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C and BAC


racemize
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Perhaps I'm mistaken, but it seems like the board (myself included) latched on to BAC rather than C, and I'm trying to figure out why exactly.  If you look at the returns of the two companies over the investment time period, they are fairly similar, though BAC is sometimes higher, depending on when you got in.  There were also value investors in C (though not Berkowitz) at the time. 

 

Some reasons I have thought of:

1) C had a lot more foreign exposure that many were concerned about (e.g., break-up of Euro, potential issues in China, etc.)

2) Low cost of deposits for BAC

3) Perhaps low opinion of Pandit, at the time

4) The BAC warrants were much more attractive

 

In any event, I haven't spent a ton of time on C and, given the post count, neither have a lot of us.  Perhaps we should be, though.  E.g., Pabrai is equally weighted for both of them.

 

Anyway, any thoughts?

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I can do simple math (I have BS in Math degree) so I can tell you what a 13% return on tangible equity translates into for a 10x or 12x earnings multiple.  So based on that, I was in banks.  I was in both banks for a while.  I then concentrated only in BAC after Buffett invested in BAC and repeatedly commented that he can't imagine what Citigroup's earnings would be like down the road.  I figured they both looked roughly just as good with my own knowledge, but Buffett only really cared to own one of them.  So I followed Buffett's trail into the woods and invested only in BAC.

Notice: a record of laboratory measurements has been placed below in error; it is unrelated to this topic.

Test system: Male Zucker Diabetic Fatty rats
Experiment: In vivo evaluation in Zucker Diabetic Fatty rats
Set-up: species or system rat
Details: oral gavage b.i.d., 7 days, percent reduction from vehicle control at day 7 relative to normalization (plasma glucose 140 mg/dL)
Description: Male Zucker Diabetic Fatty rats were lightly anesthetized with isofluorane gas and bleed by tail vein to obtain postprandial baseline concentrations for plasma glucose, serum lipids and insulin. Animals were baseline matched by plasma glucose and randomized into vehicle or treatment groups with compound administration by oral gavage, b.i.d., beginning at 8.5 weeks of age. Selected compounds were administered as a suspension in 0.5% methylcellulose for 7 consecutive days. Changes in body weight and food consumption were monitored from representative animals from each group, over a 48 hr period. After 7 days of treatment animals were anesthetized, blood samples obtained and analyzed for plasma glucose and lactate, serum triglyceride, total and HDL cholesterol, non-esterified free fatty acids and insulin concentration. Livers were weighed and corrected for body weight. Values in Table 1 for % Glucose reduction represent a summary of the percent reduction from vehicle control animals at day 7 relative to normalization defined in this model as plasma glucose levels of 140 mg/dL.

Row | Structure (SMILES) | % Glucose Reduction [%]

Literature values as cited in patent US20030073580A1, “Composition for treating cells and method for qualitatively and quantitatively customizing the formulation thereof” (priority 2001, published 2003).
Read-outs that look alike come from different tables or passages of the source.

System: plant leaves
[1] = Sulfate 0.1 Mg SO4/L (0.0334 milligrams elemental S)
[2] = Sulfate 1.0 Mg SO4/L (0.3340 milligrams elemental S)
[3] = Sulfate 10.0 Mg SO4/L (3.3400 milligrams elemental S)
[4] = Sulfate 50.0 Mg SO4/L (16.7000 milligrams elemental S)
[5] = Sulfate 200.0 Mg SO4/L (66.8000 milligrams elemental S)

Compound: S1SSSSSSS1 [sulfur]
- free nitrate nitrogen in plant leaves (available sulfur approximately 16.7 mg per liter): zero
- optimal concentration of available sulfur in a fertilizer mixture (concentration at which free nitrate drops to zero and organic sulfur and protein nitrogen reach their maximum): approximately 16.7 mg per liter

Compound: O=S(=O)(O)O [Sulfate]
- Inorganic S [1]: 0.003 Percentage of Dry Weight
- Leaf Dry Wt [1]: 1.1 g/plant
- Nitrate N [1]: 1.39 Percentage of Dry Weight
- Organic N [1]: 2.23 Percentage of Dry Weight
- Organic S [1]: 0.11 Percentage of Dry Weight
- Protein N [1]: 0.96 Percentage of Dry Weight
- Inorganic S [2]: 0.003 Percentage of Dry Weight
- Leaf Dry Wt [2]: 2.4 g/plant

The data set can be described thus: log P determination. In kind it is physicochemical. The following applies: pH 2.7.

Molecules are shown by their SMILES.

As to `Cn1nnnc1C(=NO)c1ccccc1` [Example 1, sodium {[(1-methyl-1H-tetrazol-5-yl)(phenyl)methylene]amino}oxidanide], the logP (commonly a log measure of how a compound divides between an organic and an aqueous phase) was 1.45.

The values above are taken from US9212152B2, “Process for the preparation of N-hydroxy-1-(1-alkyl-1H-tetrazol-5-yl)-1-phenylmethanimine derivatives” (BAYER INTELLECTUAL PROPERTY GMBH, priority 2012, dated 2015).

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One down and out bank was enough at the time.  BAC was it.  I spent my time focussing on it, and how the Leaps behave, probabilities of recovery.  As I have said before, my best returns have always been when I have gotten to know something over time reasonably well.  I didn't look at C initially so I have let it go ever since.  BBAc management has learned and grown in the 3 plus years I have held the stock. 

 

I have also held smaller positions of JPM and WFC since around early 2011, and tripled down on JPM in the aftermath of the Whale incident.  Thats enough for one private investor to keep track of. 

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I think BAC was more predictable of the two, especially after BAC announced their cost cutting initiative. They made it clear that they were going back to the basics. It was much more uncertain what Citi was going to do at that point. So in my portfolio, I had a 3:1 allocation between BAC and C. BAC also had more favorable warrant strike prices because the C ones were way further out of the money (couldn't see the margin of safety, although I did see the value). Berkowitz also liked C and owned a lot of C when he had $20 billion AUM (I think he couldn't buy more BAC because it is a broker dealer, or he needed to split it for liquidity reasons), but sold C off when the redemptions came.

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